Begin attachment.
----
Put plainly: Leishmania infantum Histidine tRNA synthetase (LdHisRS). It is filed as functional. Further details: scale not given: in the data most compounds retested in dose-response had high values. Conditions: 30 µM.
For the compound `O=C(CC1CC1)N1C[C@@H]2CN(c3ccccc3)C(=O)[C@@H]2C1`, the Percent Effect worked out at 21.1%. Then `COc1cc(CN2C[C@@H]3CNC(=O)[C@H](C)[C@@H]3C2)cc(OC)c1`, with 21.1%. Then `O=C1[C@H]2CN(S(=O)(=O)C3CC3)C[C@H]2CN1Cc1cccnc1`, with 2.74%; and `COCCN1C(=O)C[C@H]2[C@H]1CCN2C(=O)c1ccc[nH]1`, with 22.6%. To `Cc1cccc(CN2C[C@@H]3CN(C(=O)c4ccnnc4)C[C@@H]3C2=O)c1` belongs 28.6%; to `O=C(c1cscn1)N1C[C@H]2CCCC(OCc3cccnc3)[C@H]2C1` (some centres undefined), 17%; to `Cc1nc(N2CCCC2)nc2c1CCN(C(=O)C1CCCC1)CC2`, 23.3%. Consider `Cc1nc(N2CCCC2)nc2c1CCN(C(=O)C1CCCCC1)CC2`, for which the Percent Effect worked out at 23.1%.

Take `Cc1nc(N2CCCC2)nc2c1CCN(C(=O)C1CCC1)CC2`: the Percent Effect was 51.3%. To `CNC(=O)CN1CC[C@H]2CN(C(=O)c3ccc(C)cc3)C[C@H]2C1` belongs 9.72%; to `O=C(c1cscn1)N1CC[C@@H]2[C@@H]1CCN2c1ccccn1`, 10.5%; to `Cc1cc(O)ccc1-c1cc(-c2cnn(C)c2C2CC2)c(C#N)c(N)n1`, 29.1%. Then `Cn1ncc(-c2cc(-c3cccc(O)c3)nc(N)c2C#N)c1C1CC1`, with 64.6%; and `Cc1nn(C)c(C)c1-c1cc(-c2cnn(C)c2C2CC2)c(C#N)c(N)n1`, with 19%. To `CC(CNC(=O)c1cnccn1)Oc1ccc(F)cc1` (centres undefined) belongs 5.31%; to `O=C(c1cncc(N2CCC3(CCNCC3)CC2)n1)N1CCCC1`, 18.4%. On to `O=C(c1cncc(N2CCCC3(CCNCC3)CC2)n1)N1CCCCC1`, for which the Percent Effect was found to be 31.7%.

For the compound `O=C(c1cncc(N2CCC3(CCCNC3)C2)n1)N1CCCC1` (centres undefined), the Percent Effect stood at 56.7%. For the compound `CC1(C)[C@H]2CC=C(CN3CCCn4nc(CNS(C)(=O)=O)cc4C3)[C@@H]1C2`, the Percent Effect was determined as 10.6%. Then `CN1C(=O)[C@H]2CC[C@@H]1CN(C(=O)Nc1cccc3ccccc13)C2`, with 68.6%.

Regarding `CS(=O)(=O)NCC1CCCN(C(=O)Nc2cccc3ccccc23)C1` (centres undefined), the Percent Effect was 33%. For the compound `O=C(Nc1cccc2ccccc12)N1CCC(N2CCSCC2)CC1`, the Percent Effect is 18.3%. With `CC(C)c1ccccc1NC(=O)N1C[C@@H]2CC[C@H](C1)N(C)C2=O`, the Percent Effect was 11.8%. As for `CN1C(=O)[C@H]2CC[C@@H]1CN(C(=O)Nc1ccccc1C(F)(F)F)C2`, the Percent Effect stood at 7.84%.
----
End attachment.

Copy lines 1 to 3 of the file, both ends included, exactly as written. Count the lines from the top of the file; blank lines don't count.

Put plainly: Leishmania infantum Histidine tRNA synthetase (LdHisRS). It is filed as functional. Further details: scale not given: in the data most compounds retested in dose-response had high values. Conditions: 30 µM.
For the compound `O=C(CC1CC1)N1C[C@@H]2CN(c3ccccc3)C(=O)[C@@H]2C1`, the Percent Effect worked out at 21.1%. Then `COc1cc(CN2C[C@@H]3CNC(=O)[C@H](C)[C@@H]3C2)cc(OC)c1`, with 21.1%. Then `O=C1[C@H]2CN(S(=O)(=O)C3CC3)C[C@H]2CN1Cc1cccnc1`, with 2.74%; and `COCCN1C(=O)C[C@H]2[C@H]1CCN2C(=O)c1ccc[nH]1`, with 22.6%. To `Cc1cccc(CN2C[C@@H]3CN(C(=O)c4ccnnc4)C[C@@H]3C2=O)c1` belongs 28.6%; to `O=C(c1cscn1)N1C[C@H]2CCCC(OCc3cccnc3)[C@H]2C1` (some centres undefined), 17%; to `Cc1nc(N2CCCC2)nc2c1CCN(C(=O)C1CCCC1)CC2`, 23.3%. Consider `Cc1nc(N2CCCC2)nc2c1CCN(C(=O)C1CCCCC1)CC2`, for which the Percent Effect worked out at 23.1%.

Take `Cc1nc(N2CCCC2)nc2c1CCN(C(=O)C1CCC1)CC2`: the Percent Effect was 51.3%. To `CNC(=O)CN1CC[C@H]2CN(C(=O)c3ccc(C)cc3)C[C@H]2C1` belongs 9.72%; to `O=C(c1cscn1)N1CC[C@@H]2[C@@H]1CCN2c1ccccn1`, 10.5%; to `Cc1cc(O)ccc1-c1cc(-c2cnn(C)c2C2CC2)c(C#N)c(N)n1`, 29.1%. Then `Cn1ncc(-c2cc(-c3cccc(O)c3)nc(N)c2C#N)c1C1CC1`, with 64.6%; and `Cc1nn(C)c(C)c1-c1cc(-c2cnn(C)c2C2CC2)c(C#N)c(N)n1`, with 19%. To `CC(CNC(=O)c1cnccn1)Oc1ccc(F)cc1` (centres undefined) belongs 5.31%; to `O=C(c1cncc(N2CCC3(CCNCC3)CC2)n1)N1CCCC1`, 18.4%. On to `O=C(c1cncc(N2CCCC3(CCNCC3)CC2)n1)N1CCCCC1`, for which the Percent Effect was found to be 31.7%.